Students are eligible for federal Pell Grants if they are U.S. citizens or qualified resident aliens enrolled in college undergraduate or teacher certification programs, reports Federal Student Aid. The amount of aid depends on the student's financial need, the cost of the school and the student's schedule of attendance.
To obtain a federal Pell Grant, students must submit a Free Application for Federal Student Aid, or FAFSA, explains the U.S. Department of Education. Based on the information students provide in the FAFSA, including the income and assets of the student and parents, the size of the family, and the amount of family members pursuing postsecondary education, the DOE determines the student's expected family contribution. The DOE uses this along with the expected cost of the educational institution, the full-time or part-time enrollment status of the student, and whether the student intends to complete a full or partial year of study to calculate the specific Pell Grant award.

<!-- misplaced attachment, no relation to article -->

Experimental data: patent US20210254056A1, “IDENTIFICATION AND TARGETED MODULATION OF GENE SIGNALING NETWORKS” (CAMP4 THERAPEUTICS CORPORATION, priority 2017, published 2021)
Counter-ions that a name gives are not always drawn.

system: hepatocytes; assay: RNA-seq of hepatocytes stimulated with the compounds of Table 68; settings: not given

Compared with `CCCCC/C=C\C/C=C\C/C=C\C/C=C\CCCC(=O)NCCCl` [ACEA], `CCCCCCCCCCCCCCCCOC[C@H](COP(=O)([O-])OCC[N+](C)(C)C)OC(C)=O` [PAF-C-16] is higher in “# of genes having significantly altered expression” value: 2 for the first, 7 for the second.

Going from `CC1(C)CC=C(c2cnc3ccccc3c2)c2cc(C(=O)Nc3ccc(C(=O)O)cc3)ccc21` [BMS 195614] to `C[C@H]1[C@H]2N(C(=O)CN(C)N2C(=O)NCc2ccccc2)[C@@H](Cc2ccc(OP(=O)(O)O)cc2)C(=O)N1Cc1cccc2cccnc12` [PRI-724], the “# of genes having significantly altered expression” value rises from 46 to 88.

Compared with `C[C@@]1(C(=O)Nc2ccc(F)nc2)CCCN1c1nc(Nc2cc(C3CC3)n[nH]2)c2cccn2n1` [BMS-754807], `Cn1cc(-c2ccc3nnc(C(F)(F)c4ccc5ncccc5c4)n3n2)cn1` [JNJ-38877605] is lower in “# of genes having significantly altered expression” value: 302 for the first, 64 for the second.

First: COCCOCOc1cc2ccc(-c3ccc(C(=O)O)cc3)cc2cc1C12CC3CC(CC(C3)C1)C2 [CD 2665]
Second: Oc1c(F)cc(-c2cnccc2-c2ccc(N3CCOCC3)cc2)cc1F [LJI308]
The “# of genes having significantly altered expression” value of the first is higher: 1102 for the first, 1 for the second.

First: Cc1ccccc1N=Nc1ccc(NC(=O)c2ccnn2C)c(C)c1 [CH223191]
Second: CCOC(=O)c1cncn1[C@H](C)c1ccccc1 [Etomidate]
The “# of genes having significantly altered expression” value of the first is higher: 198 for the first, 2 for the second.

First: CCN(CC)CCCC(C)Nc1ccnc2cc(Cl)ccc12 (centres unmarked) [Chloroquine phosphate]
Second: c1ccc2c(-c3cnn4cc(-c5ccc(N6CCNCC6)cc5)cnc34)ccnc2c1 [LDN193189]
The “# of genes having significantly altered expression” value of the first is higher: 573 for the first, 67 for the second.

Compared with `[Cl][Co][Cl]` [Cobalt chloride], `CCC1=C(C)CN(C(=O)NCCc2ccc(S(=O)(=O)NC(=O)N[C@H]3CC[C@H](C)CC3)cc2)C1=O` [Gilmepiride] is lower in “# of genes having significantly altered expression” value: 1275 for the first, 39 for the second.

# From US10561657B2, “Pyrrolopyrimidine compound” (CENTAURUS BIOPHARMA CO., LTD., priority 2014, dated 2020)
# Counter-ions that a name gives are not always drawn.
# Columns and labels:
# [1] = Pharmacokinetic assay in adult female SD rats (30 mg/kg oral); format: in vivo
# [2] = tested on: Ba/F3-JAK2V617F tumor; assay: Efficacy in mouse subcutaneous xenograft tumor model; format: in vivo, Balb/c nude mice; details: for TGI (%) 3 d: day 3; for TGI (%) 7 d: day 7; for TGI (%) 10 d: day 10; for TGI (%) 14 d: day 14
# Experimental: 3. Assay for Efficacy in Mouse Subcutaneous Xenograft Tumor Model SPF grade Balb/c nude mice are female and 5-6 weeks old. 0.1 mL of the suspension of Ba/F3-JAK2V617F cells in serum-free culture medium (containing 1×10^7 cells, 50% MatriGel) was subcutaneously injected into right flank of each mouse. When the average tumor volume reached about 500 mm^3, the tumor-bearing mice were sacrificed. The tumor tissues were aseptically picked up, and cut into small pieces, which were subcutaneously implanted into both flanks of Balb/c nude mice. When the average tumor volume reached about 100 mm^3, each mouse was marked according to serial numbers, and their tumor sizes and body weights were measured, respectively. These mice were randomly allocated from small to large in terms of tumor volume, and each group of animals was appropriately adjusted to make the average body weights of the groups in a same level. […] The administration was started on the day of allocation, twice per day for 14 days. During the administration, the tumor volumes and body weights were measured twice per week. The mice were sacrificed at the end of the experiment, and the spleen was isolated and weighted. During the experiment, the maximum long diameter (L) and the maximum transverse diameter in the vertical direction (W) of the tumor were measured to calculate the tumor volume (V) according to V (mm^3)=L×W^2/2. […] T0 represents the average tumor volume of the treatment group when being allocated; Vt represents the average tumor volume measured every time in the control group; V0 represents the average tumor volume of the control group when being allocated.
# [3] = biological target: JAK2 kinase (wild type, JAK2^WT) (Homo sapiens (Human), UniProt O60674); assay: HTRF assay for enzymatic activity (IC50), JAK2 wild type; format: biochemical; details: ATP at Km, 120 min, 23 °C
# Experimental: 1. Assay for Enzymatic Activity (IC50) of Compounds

Students who are incarcerated or performing civil commitments for sexual offenses are not eligible for federal Pell Grants, points out Federal Student Aid. Once the DOE awards Pell Grants, students must maintain their eligibility by filling out a FAFSA every year and maintaining satisfactory academic progress. The DOE does not send Pell Grant awards directly to students but to the educational institutions, and the schools either use the awards for educational expenses or distribute the funds to the students.